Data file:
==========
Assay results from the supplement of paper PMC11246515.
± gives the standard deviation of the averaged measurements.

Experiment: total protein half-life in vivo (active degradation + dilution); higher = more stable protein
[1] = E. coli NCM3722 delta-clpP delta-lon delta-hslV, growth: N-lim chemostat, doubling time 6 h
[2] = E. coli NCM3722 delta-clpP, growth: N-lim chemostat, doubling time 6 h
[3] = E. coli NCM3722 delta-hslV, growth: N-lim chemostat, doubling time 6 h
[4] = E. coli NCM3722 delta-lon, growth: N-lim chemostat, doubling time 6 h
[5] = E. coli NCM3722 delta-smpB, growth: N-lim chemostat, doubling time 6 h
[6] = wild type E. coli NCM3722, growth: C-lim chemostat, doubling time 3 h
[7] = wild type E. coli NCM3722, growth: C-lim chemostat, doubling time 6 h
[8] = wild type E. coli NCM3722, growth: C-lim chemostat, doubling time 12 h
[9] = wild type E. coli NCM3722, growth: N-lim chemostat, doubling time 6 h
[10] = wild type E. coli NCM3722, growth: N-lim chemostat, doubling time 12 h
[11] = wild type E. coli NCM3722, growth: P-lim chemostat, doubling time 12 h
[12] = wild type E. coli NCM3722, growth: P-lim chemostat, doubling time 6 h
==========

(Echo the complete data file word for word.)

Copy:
Assay results from the supplement of paper PMC11246515.
± gives the standard deviation of the averaged measurements.

Experiment: total protein half-life in vivo (active degradation + dilution); higher = more stable protein
[1] = E. coli NCM3722 delta-clpP delta-lon delta-hslV, growth: N-lim chemostat, doubling time 6 h
[2] = E. coli NCM3722 delta-clpP, growth: N-lim chemostat, doubling time 6 h
[3] = E. coli NCM3722 delta-hslV, growth: N-lim chemostat, doubling time 6 h
[4] = E. coli NCM3722 delta-lon, growth: N-lim chemostat, doubling time 6 h
[5] = E. coli NCM3722 delta-smpB, growth: N-lim chemostat, doubling time 6 h
[6] = wild type E. coli NCM3722, growth: C-lim chemostat, doubling time 3 h
[7] = wild type E. coli NCM3722, growth: C-lim chemostat, doubling time 6 h
[8] = wild type E. coli NCM3722, growth: C-lim chemostat, doubling time 12 h
[9] = wild type E. coli NCM3722, growth: N-lim chemostat, doubling time 6 h
[10] = wild type E. coli NCM3722, growth: N-lim chemostat, doubling time 12 h
[11] = wild type E. coli NCM3722, growth: P-lim chemostat, doubling time 12 h
[12] = wild type E. coli NCM3722, growth: P-lim chemostat, doubling time 6 h